Kayla - The liquid at the end of step 3 might seem magical, but it's coming from three reliable sources: carrots, onion, and the meat itself. The heat, and the salt present in the pot, help to pull moisture out of these ingredients, and the heavy lid traps steam and recirculates it into the pan to produce the 2.5 cups. The quantity of liquid that you observe will vary depending on the size and freshness of your carrots and onion and the tightness of the seal between the lid and the pot, which is why we recommend adding water as needed (that odd language has been corrected, by the way). This dry braise method produces a final dish with intensely concentrated flavor - I'm glad to hear that's what you experienced when you made it! - April D.

Kathy P.

I made this today; I didn't have a chuck roast, especially a 6 to 7 lb one...would have cost me a fortune. But I used almost 3 lbs of stew beef. I also didn't have red wine or red wine vinegar, but I had Moscato and white wine vinegar. I did not put anchovies in, as I'm allergic to them. Everything else was exactly as the recipe stated, including how long and the amounts. After the three hours of beef in the oven, I set it aside to finish off the recipe. That beef was so incredibly tender and tasty...I told my husband that I would cook up stew beef and cook it like that, just to nibble on as a snack. The whole dish was so appetizing and I will certainly make again. I did not eat it with noodles, but just ate it plain. My second batch of carrots was crispy and I really liked them like that. And the peppers gave it an incredible flavor. This is one I highly recommend. Bon Appetite!!!

Kathy P.

I also used homemade orange juice and fresh orange zest. I canned the orange juice a few weeks ago from Florida Navel oranges, right off the truck!!! :)

LARESA B.

Does anyone know specifically what cut this is from the shoulder clod? In California, they call everything by a different name and they honestly don't know how to butcher meat. It is so frustrating.

Janelle C.

Hi Laresa,

It's beef chuck roast. Sometimes supermarkets will label this cut as stew meat.

Best,
The Milk Street Team

Judie G.

made this last night with baby Bella's instead of peppers. came out great.

Deborah S.

Just watched this on your show, can't wait to make this recipe! Chris and fellow Chefs at Milk Street, so happy to find you and this show and the host, Chris. Thanks for a great production and their ease of this show, gentle and easy to watch.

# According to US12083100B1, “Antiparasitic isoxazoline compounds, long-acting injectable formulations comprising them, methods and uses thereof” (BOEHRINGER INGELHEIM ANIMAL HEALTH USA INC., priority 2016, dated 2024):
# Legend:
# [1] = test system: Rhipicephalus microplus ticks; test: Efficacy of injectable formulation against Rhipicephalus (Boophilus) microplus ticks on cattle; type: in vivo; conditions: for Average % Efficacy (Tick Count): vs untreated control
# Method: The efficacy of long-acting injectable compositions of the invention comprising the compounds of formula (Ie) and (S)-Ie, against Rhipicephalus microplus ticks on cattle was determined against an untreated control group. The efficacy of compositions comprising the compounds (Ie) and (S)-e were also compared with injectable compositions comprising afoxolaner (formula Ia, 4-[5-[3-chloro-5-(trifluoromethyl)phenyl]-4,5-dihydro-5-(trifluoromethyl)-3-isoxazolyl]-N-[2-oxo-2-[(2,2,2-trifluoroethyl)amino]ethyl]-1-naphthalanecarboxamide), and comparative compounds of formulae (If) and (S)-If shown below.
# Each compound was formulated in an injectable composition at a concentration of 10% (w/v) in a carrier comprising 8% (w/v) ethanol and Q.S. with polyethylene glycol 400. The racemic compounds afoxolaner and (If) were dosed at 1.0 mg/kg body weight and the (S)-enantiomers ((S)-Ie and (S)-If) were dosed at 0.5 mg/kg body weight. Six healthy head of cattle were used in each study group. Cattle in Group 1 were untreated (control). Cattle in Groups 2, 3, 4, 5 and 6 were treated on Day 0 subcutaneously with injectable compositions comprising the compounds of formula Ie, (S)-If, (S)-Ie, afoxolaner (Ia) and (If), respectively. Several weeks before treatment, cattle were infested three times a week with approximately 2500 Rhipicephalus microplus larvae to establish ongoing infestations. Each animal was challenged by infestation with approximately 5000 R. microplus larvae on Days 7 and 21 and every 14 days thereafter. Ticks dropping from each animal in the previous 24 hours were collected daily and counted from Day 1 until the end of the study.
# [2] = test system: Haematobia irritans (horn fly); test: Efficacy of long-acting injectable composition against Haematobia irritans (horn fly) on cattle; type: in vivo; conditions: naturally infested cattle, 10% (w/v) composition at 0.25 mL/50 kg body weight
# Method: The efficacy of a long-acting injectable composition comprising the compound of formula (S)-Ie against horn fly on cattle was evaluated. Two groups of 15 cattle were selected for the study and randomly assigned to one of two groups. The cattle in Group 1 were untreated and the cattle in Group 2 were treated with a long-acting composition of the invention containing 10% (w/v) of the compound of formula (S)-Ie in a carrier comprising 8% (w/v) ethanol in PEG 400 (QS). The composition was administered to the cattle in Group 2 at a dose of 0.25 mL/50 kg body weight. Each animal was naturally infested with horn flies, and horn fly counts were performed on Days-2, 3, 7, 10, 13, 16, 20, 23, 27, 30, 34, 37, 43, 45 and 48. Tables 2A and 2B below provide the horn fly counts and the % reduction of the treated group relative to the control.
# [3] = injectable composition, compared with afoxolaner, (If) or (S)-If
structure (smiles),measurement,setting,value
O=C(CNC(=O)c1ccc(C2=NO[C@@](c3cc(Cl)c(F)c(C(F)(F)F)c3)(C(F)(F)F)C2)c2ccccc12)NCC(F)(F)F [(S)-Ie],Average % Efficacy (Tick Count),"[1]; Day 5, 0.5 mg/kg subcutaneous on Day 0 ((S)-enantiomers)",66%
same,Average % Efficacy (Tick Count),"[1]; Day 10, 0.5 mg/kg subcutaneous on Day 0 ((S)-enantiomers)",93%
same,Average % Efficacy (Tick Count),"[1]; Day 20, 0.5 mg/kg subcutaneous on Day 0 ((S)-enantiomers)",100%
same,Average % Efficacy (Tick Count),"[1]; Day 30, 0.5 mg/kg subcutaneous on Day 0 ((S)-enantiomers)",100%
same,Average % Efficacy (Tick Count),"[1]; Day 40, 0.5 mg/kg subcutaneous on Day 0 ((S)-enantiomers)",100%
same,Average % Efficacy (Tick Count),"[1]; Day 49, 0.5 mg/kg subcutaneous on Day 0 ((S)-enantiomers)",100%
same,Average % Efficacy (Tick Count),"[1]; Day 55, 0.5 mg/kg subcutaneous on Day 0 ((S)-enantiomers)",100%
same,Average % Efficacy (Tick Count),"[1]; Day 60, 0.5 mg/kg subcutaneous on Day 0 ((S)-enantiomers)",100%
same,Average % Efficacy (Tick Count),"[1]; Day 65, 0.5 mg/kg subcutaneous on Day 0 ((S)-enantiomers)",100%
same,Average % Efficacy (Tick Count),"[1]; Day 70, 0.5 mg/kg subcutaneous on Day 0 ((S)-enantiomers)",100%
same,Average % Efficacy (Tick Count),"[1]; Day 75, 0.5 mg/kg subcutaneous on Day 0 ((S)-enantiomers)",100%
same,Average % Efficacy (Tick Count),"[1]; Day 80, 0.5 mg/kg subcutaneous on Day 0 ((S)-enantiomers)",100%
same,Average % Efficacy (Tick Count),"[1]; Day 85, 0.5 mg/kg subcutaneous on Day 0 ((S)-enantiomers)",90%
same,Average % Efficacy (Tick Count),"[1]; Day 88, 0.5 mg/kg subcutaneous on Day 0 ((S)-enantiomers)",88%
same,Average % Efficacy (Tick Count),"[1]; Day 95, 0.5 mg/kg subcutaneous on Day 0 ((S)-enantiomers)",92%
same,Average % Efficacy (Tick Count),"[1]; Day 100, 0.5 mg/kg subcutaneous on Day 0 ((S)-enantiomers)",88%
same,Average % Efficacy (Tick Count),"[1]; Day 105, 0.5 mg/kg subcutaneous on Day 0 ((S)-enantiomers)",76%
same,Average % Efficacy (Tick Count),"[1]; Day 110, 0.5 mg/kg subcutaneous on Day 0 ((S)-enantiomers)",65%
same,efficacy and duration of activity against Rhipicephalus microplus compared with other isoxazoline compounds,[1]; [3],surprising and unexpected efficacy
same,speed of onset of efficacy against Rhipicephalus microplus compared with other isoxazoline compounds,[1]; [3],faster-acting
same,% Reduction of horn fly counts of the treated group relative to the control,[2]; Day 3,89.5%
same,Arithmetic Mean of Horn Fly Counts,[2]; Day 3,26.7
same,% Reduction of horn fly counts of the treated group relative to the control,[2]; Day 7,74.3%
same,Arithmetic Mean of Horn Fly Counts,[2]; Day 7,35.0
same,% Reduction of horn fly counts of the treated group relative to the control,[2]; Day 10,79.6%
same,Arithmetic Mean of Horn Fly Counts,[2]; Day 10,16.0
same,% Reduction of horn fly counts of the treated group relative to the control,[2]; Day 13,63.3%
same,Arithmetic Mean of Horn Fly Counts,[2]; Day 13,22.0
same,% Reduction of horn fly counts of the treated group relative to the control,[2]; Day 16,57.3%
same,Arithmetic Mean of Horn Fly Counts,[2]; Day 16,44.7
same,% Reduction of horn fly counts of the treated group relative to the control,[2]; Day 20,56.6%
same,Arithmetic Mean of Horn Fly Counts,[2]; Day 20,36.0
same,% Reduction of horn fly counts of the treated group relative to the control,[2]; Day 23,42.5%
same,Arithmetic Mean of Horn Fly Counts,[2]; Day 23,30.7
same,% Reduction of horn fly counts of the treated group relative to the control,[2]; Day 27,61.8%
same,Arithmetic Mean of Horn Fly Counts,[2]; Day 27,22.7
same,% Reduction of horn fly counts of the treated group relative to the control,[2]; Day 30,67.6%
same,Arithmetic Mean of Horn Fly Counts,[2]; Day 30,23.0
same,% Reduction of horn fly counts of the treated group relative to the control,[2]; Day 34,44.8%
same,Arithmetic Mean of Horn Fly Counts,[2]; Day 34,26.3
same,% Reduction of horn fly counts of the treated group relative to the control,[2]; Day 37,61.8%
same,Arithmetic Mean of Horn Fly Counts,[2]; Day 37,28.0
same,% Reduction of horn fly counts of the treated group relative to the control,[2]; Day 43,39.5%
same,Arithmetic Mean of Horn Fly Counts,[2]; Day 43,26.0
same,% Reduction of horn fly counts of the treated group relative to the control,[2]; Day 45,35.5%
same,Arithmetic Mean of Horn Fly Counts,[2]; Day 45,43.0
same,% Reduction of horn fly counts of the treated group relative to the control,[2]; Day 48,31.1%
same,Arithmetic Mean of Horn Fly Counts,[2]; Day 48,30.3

Michael W.

Way too salty. The 2 tablespoons of salt must be a misprint. Maybe 2 TEASPOONs

Lynn C.

Hi Michael -

At Milk Street we use Diamond Crystal kosher salt, which is a coarser kosher salt. We like Diamond Crystal because the crystals are easy to handle and attach well to the surfaces of meat, fish and vegetables. However, because of its coarseness it can weigh less than the same volume of other styles and brands of salt. The smaller the salt crystal, the more it weighs in a given volume, and therefore the more salt you are getting. For example, 2 teaspoons of Diamond Crystal kosher salt is equal to 1 teaspoon of table salt or 1 heaping teaspoon of Morton's coarse kosher salt or fine sea salt. If you are using a different style (table or sea salt, for instance) or brand of kosher salt it could affect the saltiness of the dish.

Best,
The Milk Street Team

Michael W.

Well, thanks for the explanation. When I made the recipe, 2 Tblsp seemed high, and I so I used only half that, so I was using the ratio that you recommended (2tsp Kosher = 1 tsp table). Still, I felt it was much too salty. When I make this again, I will use only 2 tsp. of salt.

Rachel B.

I've got a boneless beef chuck roast in my freezer and am looking for something awesome to make with it in my slow cooker tomorrow. This braise seems like it might be well-suited to slow cooker. Any adaptations you would suggest?